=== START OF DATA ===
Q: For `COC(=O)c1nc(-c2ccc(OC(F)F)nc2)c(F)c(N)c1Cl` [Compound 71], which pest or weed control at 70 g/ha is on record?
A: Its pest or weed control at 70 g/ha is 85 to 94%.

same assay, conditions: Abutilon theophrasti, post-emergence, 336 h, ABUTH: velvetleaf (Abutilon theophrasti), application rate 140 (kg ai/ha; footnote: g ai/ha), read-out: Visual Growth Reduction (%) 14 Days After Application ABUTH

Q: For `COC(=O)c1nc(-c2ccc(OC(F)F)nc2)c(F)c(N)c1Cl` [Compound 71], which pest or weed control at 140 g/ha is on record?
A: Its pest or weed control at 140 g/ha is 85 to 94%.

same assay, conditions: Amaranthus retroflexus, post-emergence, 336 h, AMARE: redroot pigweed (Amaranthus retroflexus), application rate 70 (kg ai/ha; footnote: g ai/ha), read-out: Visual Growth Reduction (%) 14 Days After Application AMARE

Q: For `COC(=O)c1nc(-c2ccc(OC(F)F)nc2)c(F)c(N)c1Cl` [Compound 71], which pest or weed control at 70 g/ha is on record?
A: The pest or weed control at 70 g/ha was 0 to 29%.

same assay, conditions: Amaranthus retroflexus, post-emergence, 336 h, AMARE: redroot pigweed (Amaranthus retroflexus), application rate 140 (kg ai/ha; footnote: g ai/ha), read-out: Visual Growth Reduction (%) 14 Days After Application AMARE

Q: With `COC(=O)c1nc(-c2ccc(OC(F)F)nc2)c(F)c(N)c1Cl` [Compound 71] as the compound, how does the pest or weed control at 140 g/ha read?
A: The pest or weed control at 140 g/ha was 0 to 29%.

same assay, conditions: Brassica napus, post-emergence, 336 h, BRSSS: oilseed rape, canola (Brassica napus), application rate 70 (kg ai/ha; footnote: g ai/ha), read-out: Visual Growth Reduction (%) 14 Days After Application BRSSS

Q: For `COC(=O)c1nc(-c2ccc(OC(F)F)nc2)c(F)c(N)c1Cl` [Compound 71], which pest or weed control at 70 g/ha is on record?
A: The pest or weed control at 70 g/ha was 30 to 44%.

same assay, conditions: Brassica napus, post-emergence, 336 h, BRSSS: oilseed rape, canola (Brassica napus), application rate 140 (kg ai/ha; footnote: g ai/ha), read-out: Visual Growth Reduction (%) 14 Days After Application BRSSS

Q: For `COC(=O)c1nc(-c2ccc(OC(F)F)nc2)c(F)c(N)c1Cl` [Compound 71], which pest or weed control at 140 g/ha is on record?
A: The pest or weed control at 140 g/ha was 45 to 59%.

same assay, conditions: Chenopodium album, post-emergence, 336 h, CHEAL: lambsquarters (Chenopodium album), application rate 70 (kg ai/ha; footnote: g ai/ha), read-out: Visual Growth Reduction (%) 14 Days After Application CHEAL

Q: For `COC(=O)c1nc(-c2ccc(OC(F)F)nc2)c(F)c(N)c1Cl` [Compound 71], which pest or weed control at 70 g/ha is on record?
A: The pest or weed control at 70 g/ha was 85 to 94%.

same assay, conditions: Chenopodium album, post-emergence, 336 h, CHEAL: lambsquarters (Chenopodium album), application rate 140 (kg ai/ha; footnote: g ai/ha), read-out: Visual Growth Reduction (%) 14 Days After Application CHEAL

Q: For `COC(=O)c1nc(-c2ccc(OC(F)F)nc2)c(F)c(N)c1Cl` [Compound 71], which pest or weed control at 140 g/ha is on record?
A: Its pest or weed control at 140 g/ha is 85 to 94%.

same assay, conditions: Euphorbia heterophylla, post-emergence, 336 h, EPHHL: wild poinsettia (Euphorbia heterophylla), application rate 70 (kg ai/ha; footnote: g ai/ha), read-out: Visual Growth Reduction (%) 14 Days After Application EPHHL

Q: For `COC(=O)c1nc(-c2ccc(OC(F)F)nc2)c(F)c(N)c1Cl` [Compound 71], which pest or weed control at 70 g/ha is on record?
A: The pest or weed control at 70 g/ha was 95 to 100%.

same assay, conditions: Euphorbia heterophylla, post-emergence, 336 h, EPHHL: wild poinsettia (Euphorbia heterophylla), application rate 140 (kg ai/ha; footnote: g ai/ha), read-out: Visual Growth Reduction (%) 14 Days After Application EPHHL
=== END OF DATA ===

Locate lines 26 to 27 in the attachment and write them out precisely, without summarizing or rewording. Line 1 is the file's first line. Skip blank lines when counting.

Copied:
A: The pest or weed control at 70 g/ha was 95 to 100%.

same assay, conditions: Euphorbia heterophylla, post-emergence, 336 h, EPHHL: wild poinsettia (Euphorbia heterophylla), application rate 140 (kg ai/ha; footnote: g ai/ha), read-out: Visual Growth Reduction (%) 14 Days After Application EPHHL